SANTA CLARA, Calif. (AP) NaVorro Bowman realizes that just by strapping on a helmet again and stepping onto the practice field he could provide the San Francisco 49ers and their defense a serious emotional lift when they desperately need one.
Even if his surgically repaired left knee isn't quite ready for game day, and might not be before season's end. Almost certainly not in time for Sunday's return to Seattle, where he injured the knee in an NFC championship game loss last January.
''I'm going to get out there when I feel 100 percent, let's be clear on that,'' Bowman said Tuesday. ''Throughout this rehab process, I've been doing everything to get me this far. Now it's time for some football activity, some quick-reaction, things like that. Of course I want to be there, if I'm ready to go. It just comes to if I'm ready. I'm listening to the doctors. They're being great, cautious about what I do. As far as me, once I'm out there, I don't know how to go slow. I just know one speed.''
San Francisco activated the star linebacker Tuesday to the 53-man roster at the conclusion of its 21-day window to do so before it would have had to decide to rule out any chance of a return and end his season. The 49ers (7-6) are in a must-win mode the rest of the way to have even a slim chance of making the playoffs for the fourth straight year under coach Jim Harbaugh.
After back-to-back embarrassing losses to Seattle and Oakland, Harbaugh's future is in question.
''We've been on an up-and-down slope this year, but I've been behind these guys since Day 1,'' Bowman said. ''It's hard to go out there and play teams like Seattle where you've got young guys that haven't been in those type of games yet. Just me putting on a helmet again, guys seeing me put the work in, just showing them that I really do love this game, hopefully it will raise the morale of the team.''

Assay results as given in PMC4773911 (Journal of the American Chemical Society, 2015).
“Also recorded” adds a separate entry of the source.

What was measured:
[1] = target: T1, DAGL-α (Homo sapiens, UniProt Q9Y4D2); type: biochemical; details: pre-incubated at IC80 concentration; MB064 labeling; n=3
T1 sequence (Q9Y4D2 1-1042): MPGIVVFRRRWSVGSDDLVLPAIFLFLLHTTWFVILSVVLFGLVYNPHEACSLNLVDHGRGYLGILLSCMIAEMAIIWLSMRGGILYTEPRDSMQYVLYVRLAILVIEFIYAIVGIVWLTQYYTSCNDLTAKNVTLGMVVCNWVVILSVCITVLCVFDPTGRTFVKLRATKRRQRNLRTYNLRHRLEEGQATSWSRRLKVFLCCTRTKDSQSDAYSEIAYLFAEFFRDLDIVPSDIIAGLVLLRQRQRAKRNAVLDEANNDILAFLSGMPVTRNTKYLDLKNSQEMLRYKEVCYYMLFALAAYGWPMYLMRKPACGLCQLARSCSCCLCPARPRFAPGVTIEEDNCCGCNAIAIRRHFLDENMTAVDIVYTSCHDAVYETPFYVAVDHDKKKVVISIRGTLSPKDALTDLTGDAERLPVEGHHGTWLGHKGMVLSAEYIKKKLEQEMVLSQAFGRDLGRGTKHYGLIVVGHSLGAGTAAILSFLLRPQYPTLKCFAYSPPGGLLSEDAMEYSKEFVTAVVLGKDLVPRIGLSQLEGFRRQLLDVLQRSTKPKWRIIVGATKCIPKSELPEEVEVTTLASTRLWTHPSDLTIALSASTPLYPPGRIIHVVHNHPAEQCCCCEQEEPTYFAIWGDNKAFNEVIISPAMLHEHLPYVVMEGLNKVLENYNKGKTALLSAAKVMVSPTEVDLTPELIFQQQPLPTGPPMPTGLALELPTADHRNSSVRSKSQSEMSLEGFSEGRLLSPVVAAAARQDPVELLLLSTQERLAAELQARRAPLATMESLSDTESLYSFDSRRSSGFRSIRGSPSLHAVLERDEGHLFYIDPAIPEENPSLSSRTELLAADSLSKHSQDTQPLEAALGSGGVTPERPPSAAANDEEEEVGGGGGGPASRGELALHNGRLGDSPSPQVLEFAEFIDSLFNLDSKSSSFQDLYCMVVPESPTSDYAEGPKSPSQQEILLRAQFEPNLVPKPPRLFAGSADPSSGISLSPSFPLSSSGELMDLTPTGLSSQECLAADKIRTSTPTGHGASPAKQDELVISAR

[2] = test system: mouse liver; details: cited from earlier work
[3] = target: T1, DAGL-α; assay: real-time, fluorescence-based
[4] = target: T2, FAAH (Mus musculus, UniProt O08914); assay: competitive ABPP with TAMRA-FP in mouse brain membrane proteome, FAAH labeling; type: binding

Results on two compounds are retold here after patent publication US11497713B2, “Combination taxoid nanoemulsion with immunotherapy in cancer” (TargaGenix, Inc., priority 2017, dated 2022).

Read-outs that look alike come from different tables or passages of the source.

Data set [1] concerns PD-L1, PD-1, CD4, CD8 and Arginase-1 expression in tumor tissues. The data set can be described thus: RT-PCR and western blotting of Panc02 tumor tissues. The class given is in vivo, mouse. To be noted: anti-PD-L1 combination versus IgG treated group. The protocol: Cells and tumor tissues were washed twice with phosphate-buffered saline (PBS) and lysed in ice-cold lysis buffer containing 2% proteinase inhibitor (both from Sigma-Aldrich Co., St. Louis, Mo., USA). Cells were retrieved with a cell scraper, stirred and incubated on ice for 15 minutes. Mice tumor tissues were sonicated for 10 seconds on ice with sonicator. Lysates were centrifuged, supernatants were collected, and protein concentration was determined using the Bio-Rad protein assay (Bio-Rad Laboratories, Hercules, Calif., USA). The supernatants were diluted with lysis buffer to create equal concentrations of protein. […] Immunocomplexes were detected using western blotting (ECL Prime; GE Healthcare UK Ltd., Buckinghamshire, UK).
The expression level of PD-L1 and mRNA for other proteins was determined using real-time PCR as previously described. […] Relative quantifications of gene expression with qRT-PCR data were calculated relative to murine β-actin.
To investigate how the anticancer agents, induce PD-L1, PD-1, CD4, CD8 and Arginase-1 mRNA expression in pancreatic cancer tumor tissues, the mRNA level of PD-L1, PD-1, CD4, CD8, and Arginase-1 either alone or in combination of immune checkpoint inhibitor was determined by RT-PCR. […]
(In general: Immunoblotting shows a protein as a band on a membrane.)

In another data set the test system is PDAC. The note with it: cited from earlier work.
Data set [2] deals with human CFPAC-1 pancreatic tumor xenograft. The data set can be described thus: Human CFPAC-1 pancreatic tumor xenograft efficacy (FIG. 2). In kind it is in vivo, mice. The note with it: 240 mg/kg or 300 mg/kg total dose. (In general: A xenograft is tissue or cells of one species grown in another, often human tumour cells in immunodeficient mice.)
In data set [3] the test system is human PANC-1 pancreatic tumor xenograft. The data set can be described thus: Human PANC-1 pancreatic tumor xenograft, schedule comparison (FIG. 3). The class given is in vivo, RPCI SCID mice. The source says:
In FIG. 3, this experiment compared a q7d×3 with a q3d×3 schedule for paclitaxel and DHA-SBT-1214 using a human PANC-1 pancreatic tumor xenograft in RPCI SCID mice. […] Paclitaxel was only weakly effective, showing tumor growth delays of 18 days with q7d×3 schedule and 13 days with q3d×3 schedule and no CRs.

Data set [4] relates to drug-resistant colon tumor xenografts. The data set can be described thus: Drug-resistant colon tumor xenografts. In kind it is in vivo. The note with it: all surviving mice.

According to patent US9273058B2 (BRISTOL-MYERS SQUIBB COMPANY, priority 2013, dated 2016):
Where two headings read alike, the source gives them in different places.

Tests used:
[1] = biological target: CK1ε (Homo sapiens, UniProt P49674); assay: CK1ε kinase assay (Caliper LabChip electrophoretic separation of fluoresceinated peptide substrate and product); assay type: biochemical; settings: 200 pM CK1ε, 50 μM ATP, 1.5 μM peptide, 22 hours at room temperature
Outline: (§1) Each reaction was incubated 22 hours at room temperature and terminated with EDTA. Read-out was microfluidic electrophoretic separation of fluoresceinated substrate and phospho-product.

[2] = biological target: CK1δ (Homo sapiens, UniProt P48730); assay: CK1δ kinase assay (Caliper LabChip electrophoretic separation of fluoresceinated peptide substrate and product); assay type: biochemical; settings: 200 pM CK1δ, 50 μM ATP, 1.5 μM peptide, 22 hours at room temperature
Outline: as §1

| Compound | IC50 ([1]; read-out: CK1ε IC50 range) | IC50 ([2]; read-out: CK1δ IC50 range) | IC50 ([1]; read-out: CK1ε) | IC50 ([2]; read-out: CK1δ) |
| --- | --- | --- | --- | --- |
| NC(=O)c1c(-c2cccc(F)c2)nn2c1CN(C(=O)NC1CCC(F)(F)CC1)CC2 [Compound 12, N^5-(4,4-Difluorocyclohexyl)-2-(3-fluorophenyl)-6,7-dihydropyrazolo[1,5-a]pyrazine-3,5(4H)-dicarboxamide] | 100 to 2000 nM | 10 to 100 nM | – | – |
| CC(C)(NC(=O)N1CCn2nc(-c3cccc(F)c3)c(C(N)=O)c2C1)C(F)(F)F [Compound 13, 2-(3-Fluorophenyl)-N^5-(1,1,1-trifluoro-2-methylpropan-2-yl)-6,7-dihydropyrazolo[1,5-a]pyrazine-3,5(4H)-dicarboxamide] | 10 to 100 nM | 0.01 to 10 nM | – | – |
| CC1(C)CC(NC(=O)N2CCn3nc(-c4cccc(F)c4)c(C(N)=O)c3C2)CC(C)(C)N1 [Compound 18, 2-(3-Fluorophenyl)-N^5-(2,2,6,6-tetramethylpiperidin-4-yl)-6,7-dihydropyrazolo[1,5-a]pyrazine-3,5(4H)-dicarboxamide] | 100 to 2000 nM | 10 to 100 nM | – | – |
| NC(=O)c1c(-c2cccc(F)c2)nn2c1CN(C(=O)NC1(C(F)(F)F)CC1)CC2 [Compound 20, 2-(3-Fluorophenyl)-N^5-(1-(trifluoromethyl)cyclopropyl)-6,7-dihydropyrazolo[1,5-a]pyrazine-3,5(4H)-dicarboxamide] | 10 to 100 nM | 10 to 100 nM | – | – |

Bowman, for his part, never considered not trying to play in 2014.
While defensive coordinator Vic Fangio said Bowman would likely need a couple of weeks of practice before playing, it might depend on the team's chances whether he does get in a game at all. The 49ers haven't said whether Bowman will practice this week.
''It's obviously big. He's not just a defensive leader for our team but last year I think he was the best defensive player in the NFL,'' linebacker Dan Skuta said. ''I'm happy for him, just to have another great player out on the field.''
Being without Bowman was a huge blow to a defense that missed pass-rushing specialist Aldon Smith for the first nine games because of a suspension and lost Patrick Willis for the year a month ago because of a strained muscle in his left big toe that required surgery. He was hurt in the third quarter at St. Louis on Oct. 13.
Regardless of Bowman's game-day status, having him as a potential option means so much.
''That's awesome. I know they might want to ease him into this, given it's been awhile and he's fresh off his injury,'' second-year safety Eric Reid said. ''It's been different for me a lot, being that last year being my rookie year, all I knew was Patrick Willis and NaVorro Bowman sitting there in front of me making plays,'' Reid said. "This year, there's some new faces, but they've been playing great. I don't think we can ask them to play any better. It's been different but it will be awesome to have him back.''
Bowman tore the anterior cruciate and medial collateral ligaments in his knee then had surgery to repair the ACL. In recent weeks he has begun to cut again and simulate football movements.
He was an All-Pro in 2011, `12 and last year, and earned Pro Bowl selections in '12 and `13.
''Any time a player of his caliber becomes available it's always a positive thing,'' punter Andy Lee said. ''He's been working really hard to try to get back on the field. He's definitely somebody that if he can get back out there, why wouldn't it help us?''
The 49ers cleared roster room by placing second-year tight end Vance McDonald on injured reserve with a back injury. McDonald has appeared in 23 games and has 10 receptions for 149 yards for his career.
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